Web Services

by Mike Masnick




Google Misses Another Chance To Be The Web Platform

from the strategic-errors dept

A few people have submitted various stories on the web about how Google has killed off their SOAP Search API in favor of their AJAX API, which is much more limited. Some are saying that this is more of a business decision than a technical one -- in that the new API gives Google a lot more control over how their results get displayed. This seems like a bad decision. One rule of developing products for others to use is that you should never, ever take away features -- and doing so to take more control over how something is used is doubly bad. Google should know better, and it's surprising that they still went forward with this plan.

While there's no denying that Google is a tremendously successful company, for years, we've believed the really big opportunity online is to become the web platform that powers much of what people do online. Rather than doing that, unfortunately, they seem to be focusing not on being the platform that powers much of the web, but the platform that sells advertising to any kind of media. Given the company's success in making money on ads, this makes sense -- but it's much less defensible long term (and so far the company has failed to find a real followup to its success with web-based ads). In the meantime, Google has ceded the efforts to power web services to folks like Yahoo and Amazon -- though neither have been able to get enough traction in that area to matter.

Still, what makes this that much more interesting, is Tyler Hall's submission to us, where he notes that the company he works for relied on Google's SOAP API for what they do, and found that since the API went down quite frequently, they had to write their own scraping tool as a backup, which they've now released publicly for others, under the EvilAPI banner. Tyler wonders about the legality of this, but he's certainly not the first to do something like this. We wrote about a very similar effort to get around the limitations of Google's API two years ago. And, given that Google's entire search engine is based on scraping the web, they'd get a ton of pushback if they went after anyone else for then scraping their results as well. Overall, it seems like Google's new mantra of trying to focus more has them focusing on the wrong thing. They're focusing much more on the advertising business than the platform business, and if you look at it historically, that's almost always the wrong choice. Google hasn't made many false steps so far, and you'd have to believe they have better insight into what they're doing than any outsider -- but it's difficult to see how this is a good strategic move.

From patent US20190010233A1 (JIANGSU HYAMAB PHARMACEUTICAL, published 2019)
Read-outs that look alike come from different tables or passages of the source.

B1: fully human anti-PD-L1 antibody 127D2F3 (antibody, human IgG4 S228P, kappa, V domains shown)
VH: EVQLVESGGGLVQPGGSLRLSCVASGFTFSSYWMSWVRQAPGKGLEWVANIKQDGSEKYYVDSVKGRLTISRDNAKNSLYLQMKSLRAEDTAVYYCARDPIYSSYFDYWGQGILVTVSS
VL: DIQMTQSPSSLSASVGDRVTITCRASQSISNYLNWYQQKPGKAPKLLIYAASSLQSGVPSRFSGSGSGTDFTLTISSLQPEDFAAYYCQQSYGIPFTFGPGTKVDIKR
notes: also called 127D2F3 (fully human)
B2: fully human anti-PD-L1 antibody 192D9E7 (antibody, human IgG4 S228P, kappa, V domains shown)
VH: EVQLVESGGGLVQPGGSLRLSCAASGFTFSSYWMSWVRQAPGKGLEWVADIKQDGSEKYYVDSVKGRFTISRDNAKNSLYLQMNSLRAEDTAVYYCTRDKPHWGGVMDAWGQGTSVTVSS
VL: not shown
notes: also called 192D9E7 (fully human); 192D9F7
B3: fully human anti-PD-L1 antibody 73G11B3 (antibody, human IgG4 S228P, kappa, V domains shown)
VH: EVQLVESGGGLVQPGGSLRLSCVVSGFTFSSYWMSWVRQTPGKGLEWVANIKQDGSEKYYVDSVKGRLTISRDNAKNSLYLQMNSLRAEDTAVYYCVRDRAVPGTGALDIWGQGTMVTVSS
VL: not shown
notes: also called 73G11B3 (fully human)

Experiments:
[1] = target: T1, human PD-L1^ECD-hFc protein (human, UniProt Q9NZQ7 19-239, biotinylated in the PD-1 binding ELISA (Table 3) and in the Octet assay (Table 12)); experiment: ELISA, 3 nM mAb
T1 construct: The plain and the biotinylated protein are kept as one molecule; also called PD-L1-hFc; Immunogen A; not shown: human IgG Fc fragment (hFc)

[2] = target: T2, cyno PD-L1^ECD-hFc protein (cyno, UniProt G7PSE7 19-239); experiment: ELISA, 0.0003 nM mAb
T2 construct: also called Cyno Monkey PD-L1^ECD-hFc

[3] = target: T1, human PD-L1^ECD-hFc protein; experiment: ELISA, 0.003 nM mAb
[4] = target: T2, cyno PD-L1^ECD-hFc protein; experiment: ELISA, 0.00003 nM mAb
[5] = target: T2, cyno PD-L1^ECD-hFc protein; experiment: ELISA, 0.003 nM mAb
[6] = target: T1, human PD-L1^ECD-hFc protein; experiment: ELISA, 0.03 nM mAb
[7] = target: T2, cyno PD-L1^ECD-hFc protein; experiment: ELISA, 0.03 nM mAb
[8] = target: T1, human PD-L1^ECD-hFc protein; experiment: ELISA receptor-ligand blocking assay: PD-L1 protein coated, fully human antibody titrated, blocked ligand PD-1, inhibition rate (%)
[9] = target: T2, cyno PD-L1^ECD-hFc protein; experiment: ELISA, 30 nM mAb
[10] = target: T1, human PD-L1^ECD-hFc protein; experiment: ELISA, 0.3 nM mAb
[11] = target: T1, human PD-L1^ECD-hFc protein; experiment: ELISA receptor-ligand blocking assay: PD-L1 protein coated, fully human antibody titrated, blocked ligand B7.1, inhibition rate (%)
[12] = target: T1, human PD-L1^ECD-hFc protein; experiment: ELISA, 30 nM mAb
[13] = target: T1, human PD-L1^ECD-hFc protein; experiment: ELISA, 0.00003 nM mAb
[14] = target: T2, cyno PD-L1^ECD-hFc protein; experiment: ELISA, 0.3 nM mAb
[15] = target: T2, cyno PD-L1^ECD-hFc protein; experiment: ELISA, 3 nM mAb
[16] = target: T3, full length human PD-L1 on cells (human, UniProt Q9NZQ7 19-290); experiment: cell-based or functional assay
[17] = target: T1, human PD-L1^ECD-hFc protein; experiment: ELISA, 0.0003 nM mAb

Reader Comments

Subscribe: RSS

View by: Time | Thread


  1. identicon
    The one without a name, 21 Dec 2006 @ 5:11am

    I think I might understand all this, then again not. If what I understand is right its just a different way of doing the same thing, right? Like a 45 and a 33 record, it does the same, no? Just trying to understand better.

    Yours truely,
    Nameless.

Add Your Comment

Have a Techdirt Account? Sign in now. Want one? Register here
Get Techdirt’s Daily Email
Use markdown for basic formatting. HTML is no longer supported.
  Save me a cookie
Follow Techdirt
Special Affiliate Offer

Advertisement
Report this ad  |  Hide Techdirt ads
Essential Reading
Techdirt Deals
Report this ad  |  Hide Techdirt ads
Techdirt Insider Chat
Advertisement
Report this ad  |  Hide Techdirt ads
Recent Stories
Advertisement
Report this ad  |  Hide Techdirt ads

Close

Email This

This feature is only available to registered users. Register or sign in to use it.